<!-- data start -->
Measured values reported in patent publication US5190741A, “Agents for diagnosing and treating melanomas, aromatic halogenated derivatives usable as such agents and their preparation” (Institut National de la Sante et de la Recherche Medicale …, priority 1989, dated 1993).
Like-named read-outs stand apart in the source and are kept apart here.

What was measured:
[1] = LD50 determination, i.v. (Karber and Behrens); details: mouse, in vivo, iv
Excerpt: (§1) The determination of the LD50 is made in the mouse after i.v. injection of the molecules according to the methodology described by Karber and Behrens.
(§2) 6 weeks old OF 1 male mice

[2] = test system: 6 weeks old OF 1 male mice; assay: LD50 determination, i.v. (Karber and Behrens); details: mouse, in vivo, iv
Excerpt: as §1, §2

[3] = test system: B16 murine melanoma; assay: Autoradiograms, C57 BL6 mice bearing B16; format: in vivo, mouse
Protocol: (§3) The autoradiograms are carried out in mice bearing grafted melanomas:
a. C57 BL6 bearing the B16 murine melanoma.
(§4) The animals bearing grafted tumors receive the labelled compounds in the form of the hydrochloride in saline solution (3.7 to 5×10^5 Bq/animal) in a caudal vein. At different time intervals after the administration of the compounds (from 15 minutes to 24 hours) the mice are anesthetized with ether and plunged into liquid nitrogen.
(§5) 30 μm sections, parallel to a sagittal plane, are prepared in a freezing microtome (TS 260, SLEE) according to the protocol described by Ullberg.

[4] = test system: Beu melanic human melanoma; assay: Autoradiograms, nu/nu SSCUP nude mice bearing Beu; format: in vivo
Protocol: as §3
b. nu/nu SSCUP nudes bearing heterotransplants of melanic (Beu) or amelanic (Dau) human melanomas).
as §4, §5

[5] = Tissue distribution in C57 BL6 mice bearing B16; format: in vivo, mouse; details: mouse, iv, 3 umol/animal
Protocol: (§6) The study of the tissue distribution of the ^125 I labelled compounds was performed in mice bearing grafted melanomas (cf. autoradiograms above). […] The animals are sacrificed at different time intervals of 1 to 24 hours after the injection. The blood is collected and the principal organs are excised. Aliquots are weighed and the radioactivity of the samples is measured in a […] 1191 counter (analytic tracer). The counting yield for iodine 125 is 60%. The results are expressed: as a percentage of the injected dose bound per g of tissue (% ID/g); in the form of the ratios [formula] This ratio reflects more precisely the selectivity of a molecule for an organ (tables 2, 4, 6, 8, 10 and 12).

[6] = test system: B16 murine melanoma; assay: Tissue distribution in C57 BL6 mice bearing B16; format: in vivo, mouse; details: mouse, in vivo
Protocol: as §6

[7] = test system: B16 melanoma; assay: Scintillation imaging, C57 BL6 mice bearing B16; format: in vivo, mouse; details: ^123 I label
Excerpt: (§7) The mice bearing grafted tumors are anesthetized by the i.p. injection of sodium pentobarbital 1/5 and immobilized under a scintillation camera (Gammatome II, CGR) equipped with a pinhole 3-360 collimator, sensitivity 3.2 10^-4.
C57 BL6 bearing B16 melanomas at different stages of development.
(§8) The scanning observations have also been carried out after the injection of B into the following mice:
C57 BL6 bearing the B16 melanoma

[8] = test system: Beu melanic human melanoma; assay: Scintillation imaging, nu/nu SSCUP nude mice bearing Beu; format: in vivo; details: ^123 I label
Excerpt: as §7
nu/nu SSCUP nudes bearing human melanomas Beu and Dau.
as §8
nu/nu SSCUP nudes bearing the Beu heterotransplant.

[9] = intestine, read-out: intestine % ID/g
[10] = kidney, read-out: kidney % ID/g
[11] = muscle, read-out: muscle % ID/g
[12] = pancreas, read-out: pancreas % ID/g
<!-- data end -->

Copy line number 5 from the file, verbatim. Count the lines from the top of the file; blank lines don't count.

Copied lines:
Excerpt: (§1) The determination of the LD50 is made in the mouse after i.v. injection of the molecules according to the methodology described by Karber and Behrens.